Otherwise known as playing ‘where’s the path’ on Luinne Bheinn.
This was the second day of my June trip to Knoydart and includes Luinne Bheinn. As it was a decent day and the photos have come out ok I’ve posted them for people to hopefully enjoy. The rest of the week didn’t involve any major climbs and the weather was more mixed so I won’t be posting them separately, although as always I will add a brief note in my Walks Diary as I like to keep a record of my Scotland trips.
Having arrived at Inverie by the ferry from Mallaig on the Monday I spent a pleasant night on the camping ground at the Long Beach – made all the better by the fact that the regular rain showers dried up and it was a dry night and the views back to Rum were excellent.
After the cloud and rain of the previous day, it was good to have high cloud, some blue sky and sun as I walked up the glen past Loch an Dubh-Lochain. I’ve read some articles that suggested this was a fairly featureless glen, but I was taken by it – possibly because of the solitude and peacefulness.
I was puzzled by the number of cow pats on the path leading up to the lochan as I couldn’t see any cattle, and didn’t see any for the rest of the day. It was only on the return journey that I found the cause – and had the experience of walking through the middle of a herd of highland coos...
Anyway, back to today.
A steady walk took me to the Mam Barrisdale pass and then I took the obvious path on to Luinne Bheinn. Not paying a great deal of attention I followed the path following the line of the boundary fence, and kept following it, and kept following it. It will head upwards anytime soon I thought ... only it didn’t. Realising I was walking parallel to the summit ridge at a height of 750 / 800 metres I finally decided to cut upwards. A bit of improvised path finding and I was on top, and picked up the obvious path coming up the west ridge.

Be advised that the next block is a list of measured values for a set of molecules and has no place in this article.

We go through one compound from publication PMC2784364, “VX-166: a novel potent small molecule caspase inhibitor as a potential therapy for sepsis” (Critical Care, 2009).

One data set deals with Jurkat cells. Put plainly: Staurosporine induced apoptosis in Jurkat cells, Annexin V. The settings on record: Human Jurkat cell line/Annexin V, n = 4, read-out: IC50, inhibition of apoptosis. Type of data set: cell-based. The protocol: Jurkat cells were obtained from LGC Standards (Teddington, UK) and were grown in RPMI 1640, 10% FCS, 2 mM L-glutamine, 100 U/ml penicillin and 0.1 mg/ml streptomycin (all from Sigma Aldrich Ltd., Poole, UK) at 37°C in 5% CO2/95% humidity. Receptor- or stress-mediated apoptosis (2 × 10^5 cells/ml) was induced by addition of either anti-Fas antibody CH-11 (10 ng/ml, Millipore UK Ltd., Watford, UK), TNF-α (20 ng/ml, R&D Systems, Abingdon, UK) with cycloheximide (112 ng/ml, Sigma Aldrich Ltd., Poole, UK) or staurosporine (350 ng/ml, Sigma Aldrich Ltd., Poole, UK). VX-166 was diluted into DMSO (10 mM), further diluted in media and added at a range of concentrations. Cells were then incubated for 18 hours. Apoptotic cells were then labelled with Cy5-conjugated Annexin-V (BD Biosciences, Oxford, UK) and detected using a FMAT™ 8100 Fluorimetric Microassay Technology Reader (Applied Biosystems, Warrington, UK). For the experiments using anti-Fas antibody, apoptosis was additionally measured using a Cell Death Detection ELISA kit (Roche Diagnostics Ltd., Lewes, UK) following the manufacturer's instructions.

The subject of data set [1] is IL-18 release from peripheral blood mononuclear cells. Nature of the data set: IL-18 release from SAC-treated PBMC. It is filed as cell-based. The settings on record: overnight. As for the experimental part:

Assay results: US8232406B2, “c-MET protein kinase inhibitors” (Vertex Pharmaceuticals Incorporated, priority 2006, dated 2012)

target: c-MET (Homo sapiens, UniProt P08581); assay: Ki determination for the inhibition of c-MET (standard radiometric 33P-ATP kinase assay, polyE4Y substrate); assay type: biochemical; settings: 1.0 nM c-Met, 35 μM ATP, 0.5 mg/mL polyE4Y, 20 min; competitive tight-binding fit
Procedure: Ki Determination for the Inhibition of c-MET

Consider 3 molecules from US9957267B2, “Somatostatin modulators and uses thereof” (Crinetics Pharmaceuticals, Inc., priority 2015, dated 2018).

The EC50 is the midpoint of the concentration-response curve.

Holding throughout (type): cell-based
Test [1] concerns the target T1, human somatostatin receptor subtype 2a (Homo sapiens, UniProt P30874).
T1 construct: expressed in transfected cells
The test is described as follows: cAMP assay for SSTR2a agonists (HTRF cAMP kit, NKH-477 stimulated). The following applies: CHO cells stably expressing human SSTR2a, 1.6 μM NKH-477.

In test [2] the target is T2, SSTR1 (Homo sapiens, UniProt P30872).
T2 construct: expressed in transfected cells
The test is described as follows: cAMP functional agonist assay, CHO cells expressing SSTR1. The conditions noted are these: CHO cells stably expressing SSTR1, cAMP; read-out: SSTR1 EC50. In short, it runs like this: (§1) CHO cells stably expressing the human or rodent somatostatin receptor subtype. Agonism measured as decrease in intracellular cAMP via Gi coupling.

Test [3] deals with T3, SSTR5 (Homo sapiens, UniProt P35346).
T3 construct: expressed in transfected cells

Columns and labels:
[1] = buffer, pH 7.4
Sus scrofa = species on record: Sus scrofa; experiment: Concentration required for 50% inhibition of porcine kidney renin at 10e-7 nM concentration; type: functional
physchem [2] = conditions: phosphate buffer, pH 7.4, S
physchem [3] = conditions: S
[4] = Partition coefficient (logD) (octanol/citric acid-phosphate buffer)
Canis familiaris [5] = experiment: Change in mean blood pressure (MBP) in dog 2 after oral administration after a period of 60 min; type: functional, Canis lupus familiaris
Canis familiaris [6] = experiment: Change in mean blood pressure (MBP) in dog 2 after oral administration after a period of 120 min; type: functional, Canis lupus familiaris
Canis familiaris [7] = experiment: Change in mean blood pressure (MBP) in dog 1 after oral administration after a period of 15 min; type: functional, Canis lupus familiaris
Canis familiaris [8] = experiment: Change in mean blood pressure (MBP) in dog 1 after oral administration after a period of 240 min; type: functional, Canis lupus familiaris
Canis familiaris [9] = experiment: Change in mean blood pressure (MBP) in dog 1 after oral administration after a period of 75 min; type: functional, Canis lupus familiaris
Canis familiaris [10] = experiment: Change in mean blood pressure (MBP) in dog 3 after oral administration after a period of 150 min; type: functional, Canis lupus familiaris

Not a major problem and I now know the way down, or so I thought.
The views from the summit of Luinne Bheinn were excellent, although the one looking towards Ben Nevis has not got the colour I’d hoped for, but I’ve included it anyway. As it is the first time I’ve been this far west in Scotland with my walking (since my younger days), I was stunned by the views over Ladhar Bheinn and out to the Syke Cuillins. Probably all old hat for a lot of people, but I don’t get here often so bear with me!
For the descent I followed the obvious track down the west ridge until it petered out at a boggy patch, picked up again over the next rise before disappearing again at next boggy patch. A path of sorts seemed to re-appear further on but as it seemed to be leading me to a steeper section I cut my losses and followed the easier slope back down to the path by the old boundary fence.
No great dramas as it was a clearish day and no real danger of wandering over any edge, but it was a useful reminder in the need to keep concentrating even when it all looks straightforward. The misleading presence of a man-made feature in the boundary fence with path alongside also contributed – when you are slogging upwards on a boggy path it is easier to keep following the ‘obvious’ route.
Once back at Mam Barrisdale I followed the path down to the Barrisdale bothy camping ground where I spent a pleasant evening sat in the sun – only me in Barrisdale – a perfect place. Another small group, who had kayaked in from Kinlochhourn arrived later, but that didn’t spoil it.
All was peace and solitude ... until the ranger arrived back at this house and turned on a noisy diesel generator that he ran from 9pm to 11pm. Oh well – modern life has to go on.
Share your personal walking route experiences in Scotland, and comment on other peoples' reports.
Warning Please note that hillwalking when there is snow lying requires an ice-axe, crampons and the knowledge, experience and skill to use them correctly. Summer routes may not be viable or appropriate in winter. See winter information on our skills and safety pages for more information.